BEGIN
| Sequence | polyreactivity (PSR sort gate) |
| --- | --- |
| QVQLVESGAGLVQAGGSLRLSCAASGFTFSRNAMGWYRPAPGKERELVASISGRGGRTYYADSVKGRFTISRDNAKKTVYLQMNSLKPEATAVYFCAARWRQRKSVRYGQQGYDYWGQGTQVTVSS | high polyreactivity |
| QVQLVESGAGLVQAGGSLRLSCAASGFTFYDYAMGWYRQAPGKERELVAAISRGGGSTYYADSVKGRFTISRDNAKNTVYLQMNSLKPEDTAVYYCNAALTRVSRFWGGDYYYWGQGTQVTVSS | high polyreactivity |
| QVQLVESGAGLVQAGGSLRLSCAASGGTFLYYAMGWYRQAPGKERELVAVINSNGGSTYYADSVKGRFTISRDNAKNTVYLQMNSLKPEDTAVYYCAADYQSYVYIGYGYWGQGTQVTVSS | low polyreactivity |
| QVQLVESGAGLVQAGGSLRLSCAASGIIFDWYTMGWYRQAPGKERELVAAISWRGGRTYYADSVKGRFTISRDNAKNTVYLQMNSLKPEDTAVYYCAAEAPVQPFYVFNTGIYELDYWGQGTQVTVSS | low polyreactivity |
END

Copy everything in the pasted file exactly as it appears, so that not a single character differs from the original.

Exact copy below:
| Sequence | polyreactivity (PSR sort gate) |
| --- | --- |
| QVQLVESGAGLVQAGGSLRLSCAASGFTFSRNAMGWYRPAPGKERELVASISGRGGRTYYADSVKGRFTISRDNAKKTVYLQMNSLKPEATAVYFCAARWRQRKSVRYGQQGYDYWGQGTQVTVSS | high polyreactivity |
| QVQLVESGAGLVQAGGSLRLSCAASGFTFYDYAMGWYRQAPGKERELVAAISRGGGSTYYADSVKGRFTISRDNAKNTVYLQMNSLKPEDTAVYYCNAALTRVSRFWGGDYYYWGQGTQVTVSS | high polyreactivity |
| QVQLVESGAGLVQAGGSLRLSCAASGGTFLYYAMGWYRQAPGKERELVAVINSNGGSTYYADSVKGRFTISRDNAKNTVYLQMNSLKPEDTAVYYCAADYQSYVYIGYGYWGQGTQVTVSS | low polyreactivity |
| QVQLVESGAGLVQAGGSLRLSCAASGIIFDWYTMGWYRQAPGKERELVAAISWRGGRTYYADSVKGRFTISRDNAKNTVYLQMNSLKPEDTAVYYCAAEAPVQPFYVFNTGIYELDYWGQGTQVTVSS | low polyreactivity |